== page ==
For those returning women and men in military service, the importance of sharing even the slightest, seemingly inconsequential detail can bring some peace of mind for the family by confirming the strength of their love, giving clarity to the lack of details, and illustrating that sense of security made in the bond between comrades-in-arms. Thirteen years after the loss of his friend a soldier told the Gold Star wife the details of her husband’s loss and moments when he saw him touch his chest where he fastened their picture and a bit of her dress fabric, which carried the scent of her perfume, to the inside of his shirt. Hearing this provided her with a loving and cherished memory. In sharing, he was able to shed some of the weight he had been caring and she noticed a relaxed change in posture as this was the first time had spoken to anyone about these memories.

Chief Warrant Officer 2 Kirk Fuchigami Jr and his wife McKenzie Fuchigami.His name was the most recent addition to the Japanese American National War Memorial

This story hit closer to home for the Veterans Memorial Court Alliance family, as the name of Chief Warrant Officer 2 Kirk Fuchigami Jr. was recently added to the wall, joining that community of heroes. He was an Apache helicopter pilot who lost his life while supporting ground troops in Logar Province in Afghanistan on November 20, 2019. We again extend our condolences, thoughts, and prayers to his wife McKenzie, his family, friends, and comrades.

The ceremony was well attended by representatives from community organizations, including the Japanese American Cultural & Community Center, the Japanese American National Museum, and a range of people active in community service. As each person was announced they placed a white carnation by one of the black granite walls inscribed with nearly 1,200 names of those of Japanese heritage who died in U.S. military service since 1898 on the USS Maine to the present conflicts in Afghanistan and Iraq.

We hope that this Memorial Day will remind all Americans that their freedom came at a price, which was paid by others who answered the call to service.

Event Co-Chairs: David Miyoshi and Ken Hayashi, Veterans Memorial Court Alliance.

Video Available May 31, 2021, click here to watch or follow this link: https://www.memorialcourtalliance.org/memorial2021 

Minister Mukai Presented with JAVA Award at Farewell Dinner

Left to Right: Nancy Yamada, Gerald Yamada, Minister Mukai, Wade Ishimoto and Mark Nakagawa. Photo: Courtesy of Gerald Yamada.

The Embassy of Japan announced that Minister Kenichiro Mukai will be leaving his position as the Minister, Head of Chancery, on June 13, 2021. He will immediately report to his next assignment as the Deputy Permanent Representative of the Japanese Mission to the Organisation for Economic Co-operation and Development in Paris, France.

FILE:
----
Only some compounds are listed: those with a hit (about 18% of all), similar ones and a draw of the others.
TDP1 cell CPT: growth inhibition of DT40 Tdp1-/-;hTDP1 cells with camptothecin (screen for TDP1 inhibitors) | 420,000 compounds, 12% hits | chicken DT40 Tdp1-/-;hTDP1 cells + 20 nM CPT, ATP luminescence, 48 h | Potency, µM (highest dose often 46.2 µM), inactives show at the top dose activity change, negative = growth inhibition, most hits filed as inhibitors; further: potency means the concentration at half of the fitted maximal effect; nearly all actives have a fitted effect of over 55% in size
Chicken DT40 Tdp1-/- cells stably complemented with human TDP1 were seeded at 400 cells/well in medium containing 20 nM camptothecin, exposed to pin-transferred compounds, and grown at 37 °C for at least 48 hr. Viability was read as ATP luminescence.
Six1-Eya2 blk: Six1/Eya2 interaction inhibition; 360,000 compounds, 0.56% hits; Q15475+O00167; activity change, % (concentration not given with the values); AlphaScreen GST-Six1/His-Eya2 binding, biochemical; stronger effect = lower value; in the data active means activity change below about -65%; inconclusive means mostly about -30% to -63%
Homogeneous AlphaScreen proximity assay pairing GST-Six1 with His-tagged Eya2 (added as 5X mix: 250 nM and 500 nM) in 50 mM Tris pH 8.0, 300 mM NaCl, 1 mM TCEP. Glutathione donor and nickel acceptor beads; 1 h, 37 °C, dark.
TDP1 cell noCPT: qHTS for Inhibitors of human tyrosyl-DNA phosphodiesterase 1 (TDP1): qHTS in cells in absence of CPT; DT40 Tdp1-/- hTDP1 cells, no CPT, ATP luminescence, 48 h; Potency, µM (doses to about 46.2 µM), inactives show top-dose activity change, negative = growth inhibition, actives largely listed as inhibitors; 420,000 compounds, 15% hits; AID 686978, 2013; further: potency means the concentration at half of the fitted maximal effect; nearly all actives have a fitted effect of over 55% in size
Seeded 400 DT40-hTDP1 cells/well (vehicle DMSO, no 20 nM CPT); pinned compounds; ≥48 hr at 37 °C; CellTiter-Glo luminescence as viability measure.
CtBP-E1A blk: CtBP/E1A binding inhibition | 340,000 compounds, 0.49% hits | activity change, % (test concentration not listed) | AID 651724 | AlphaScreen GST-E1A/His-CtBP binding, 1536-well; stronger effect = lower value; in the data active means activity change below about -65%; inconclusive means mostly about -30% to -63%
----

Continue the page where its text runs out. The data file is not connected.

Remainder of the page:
In his position as Minister, Head of Chancery, Minister Mukai has reached out to the Japanese American community to strengthen relationships with Japanese American organizations in the DC area. JAVA has enjoyed a strong relationship with him during this tenure in DC. 

In appreciation of his efforts, JAVA President Gerald Yamada presented him with the JAVA Veterans Advocate Award at a farewell dinner on May 17th at Patsy’s American Restaurant, Tysons Corner, VA. The award inscription reads: “In recognition of your efforts as Minister, Head of Chancery, to build and cultivate a friendship between the Government of Japan and the Japanese American community. We are moved by your warmth, sincerity, and steadfast support of JAVA activities and Programs.” Yamada also presented Minister Mukai with an inscribed JAVA coin and another one for Mrs. Mukai, who was unable to attend. The dinner was attended by Minister Mukai, Wade Ishimoto, Mark Nakagawa, Nancy Yamada, and Gerald Yamada. 

A Brief History of the Japanese in Watsonville, California

While this article does not pertain directly to veterans, we print it here because we believe it is a well-written brief of background to the momentous events of WW II:  internment, ostracization of Nikkei by the body politic, and some 800 Nisei who died on the battlefields of Europe and Asia Pacific to prove their loyalty.

By Mas Hashimoto, Retired History Teacher

By the mid 1800’s industrial Japan had a surplus population.  They emigrated for the U.S. and several Central and Latin American countries. (The largest number went to Brazil.) Japan adopted a policy of compulsory education to the ninth grade. Many who emigrated here had college degrees. The first colony in America, north of Placerville, was the Wakamatsu Silk and Tea Colony of 1868. It failed. A young girl, only 19 years old, Okei Ito, was the first Japanese to be buried in the United States. Her tombstone is revered by all of us. My mother always cried when she heard the name “Okei-san” because she understood the hardships of a teenager living in a strange country.      

My father and his first wife arrived in 1899 in Hawaii. The U.S. had just taken Hawaii away from the Hawaiians in 1898. The work in the sugar fields was so hard, his first wife divorced him and returned to Japan. Brokenhearted, he left Honolulu on the SS Alameda for San Francisco on the day of the San Francisco earthquake, April 18, 1906.